With the AI technology, future monthly sales can be predicted with 90% accuracy. This allows Otto to automatically purchase about 200,000 items monthly from third-party brands without any human intervention. It is practically impossible for a human to scrutinize the various products, colors, and sizes that the machine orders. According to Nathan Benaich (an investor in AI), machine learning technology can perform at its best when it comes to online retailing.

How can e-commerce make use of it?

There are just a few suggestions:

  1. Create customer-centric search
  2. Identify high-priority sales prospects
  3. Retarget potential customers
  4. Create a more efficient sales funnel
  5. Empower store workers
  6. Provide a personal touch with chatbots
  7. Implement virtual assistants
  8. Enable major household items integration
  9. Create a new level of personalization across multiple devices
  10. Improved customer service
  11. Network with intelligent agents
  12. The introduction of personal virtual shoppers
  13. Build a tool that aids ‘assortment intelligence’
  14. Generate sales with the use of wearable technology
  15. Bridge the gap between privacy and personalization
  16. Work on dialogue systems
  17. Tackle fake reviews
  18. Localise the customer experience
  19. Tackle counterfeit products

Amazing changes coming soon

Germany is considered a giant in the production of several goods such as cars, chemicals, and heavy equipment. Despite this, they struggled to scale their efforts just like other nations for many years. But gladly, change is coming now.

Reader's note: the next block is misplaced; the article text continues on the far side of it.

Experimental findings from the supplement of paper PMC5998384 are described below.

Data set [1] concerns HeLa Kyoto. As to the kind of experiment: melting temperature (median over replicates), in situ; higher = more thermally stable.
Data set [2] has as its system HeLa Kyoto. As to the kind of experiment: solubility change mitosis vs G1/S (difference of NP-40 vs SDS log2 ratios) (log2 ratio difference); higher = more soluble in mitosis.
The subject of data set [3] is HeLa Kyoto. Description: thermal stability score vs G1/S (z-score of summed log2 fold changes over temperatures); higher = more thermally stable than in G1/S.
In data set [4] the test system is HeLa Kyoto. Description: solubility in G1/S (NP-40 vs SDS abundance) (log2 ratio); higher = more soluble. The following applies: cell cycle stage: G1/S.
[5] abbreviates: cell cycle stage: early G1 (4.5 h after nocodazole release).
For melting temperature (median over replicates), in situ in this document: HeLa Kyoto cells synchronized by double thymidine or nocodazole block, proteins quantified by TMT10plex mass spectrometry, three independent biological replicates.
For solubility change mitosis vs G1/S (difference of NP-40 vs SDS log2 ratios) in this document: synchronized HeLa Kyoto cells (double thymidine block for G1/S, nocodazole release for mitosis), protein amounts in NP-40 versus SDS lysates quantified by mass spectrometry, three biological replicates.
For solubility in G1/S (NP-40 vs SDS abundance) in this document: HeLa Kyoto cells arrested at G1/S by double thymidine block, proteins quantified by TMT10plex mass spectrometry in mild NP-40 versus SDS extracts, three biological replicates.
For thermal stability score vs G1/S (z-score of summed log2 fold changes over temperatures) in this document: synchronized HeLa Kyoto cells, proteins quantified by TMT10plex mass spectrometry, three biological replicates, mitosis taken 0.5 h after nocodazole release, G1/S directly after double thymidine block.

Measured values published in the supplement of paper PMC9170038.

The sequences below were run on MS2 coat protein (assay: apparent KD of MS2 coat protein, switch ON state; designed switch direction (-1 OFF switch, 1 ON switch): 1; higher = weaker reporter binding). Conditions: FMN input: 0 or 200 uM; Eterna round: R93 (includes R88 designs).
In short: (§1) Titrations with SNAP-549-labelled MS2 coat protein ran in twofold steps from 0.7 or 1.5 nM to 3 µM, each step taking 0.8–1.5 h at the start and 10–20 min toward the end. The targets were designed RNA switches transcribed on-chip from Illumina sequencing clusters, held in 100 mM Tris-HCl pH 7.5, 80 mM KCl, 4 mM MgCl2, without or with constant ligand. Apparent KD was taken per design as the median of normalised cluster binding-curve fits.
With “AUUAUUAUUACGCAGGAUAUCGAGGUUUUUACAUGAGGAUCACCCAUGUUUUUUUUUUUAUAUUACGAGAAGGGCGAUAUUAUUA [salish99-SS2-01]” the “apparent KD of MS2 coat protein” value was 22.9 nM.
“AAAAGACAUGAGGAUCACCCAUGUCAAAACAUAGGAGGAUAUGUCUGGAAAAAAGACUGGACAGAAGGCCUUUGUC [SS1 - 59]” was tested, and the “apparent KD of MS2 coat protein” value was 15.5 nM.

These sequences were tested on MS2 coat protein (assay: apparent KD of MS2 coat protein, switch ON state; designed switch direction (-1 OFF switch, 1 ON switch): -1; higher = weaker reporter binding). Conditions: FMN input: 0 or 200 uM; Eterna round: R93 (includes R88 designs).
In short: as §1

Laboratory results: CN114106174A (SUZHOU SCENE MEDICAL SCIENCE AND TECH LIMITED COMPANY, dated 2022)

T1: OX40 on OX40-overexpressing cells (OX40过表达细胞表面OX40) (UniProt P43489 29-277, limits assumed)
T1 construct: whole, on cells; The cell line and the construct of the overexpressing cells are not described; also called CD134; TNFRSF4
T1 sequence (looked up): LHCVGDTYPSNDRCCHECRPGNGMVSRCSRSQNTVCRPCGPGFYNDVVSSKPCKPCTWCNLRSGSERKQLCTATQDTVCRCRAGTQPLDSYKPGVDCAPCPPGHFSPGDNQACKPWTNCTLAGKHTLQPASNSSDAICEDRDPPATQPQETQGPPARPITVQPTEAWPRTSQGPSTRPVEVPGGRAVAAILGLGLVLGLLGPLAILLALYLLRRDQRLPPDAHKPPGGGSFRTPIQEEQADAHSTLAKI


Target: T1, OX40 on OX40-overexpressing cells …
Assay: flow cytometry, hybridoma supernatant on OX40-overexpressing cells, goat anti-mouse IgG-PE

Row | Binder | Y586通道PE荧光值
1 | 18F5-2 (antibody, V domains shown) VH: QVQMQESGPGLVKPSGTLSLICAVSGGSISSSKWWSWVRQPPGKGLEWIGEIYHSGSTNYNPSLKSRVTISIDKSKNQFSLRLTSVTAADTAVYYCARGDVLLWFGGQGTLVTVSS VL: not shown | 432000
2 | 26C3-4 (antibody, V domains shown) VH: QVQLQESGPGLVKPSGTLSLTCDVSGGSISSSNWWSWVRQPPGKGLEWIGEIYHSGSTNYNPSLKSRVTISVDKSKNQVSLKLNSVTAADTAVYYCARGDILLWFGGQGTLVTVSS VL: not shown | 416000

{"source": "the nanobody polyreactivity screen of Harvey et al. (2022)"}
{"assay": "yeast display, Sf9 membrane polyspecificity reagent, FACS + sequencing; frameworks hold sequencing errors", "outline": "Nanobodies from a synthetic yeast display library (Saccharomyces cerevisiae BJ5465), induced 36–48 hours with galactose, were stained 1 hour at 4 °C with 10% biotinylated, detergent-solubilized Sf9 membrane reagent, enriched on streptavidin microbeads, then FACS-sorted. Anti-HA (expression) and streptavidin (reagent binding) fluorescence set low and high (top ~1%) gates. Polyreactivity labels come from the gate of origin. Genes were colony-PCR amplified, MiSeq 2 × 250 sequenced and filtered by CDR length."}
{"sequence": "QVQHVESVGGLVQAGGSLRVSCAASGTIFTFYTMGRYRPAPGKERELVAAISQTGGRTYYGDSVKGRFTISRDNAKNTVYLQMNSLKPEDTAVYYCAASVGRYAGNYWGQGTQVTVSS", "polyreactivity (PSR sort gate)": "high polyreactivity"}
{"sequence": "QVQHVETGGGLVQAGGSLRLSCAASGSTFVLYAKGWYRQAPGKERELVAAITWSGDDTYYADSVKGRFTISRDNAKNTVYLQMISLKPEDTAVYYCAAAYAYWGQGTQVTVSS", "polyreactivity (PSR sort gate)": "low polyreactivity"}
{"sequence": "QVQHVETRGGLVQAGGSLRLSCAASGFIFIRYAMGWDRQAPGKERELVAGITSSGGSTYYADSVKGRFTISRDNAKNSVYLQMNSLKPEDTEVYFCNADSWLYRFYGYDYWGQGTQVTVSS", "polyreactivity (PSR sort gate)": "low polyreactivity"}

Irrespective of the slow adoptive process, one thing is sure, Germany stands to gain a lot from advanced data analytics, data science, machine learning and artificial intelligence; especially its industrial sector.

As one of the countries that adopted AI early enough, Germany can even exceed its target 2030 GDP by 4%. On a second thought, if AI is adopted more slowly and there is no significant increase in productivity, it could lag in its GDP target by up to one-third.

It is estimated that the e-commerce industry stands to gain a lot from AI technology in the coming years. It will mark the beginning of a change and improve the way consumers search for products online. Even though different sectors of the economy are adapting to technological advancement in various levels, it is sure that the greatest change is yet to come.


EBE2018 – Fundamental eCommerce A.I. in FurnTech (Moebel24, Miro Morczinek)

With over 3.5M products, Moebel24 is the world’s largest furniture showroom. Its product ranking algorithm is optimized for relevancy, interaction, and conversion. A.I. use in furntech will boost CVR with personalization and product data recognition, and provide increased data. With various infrastructure and software tools on offer, businesses can choose custom or off-the-peg solutions as needed.

EBE2018 – Boost your sales using machine learning and data-driven reasoning (Unity Group)

How to boost your online sales using machine learning and data-driven reasoning – practical examples from e-retail and e-wholesale projects.
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  •  tools to use for data visualization
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  •  examples from existing projects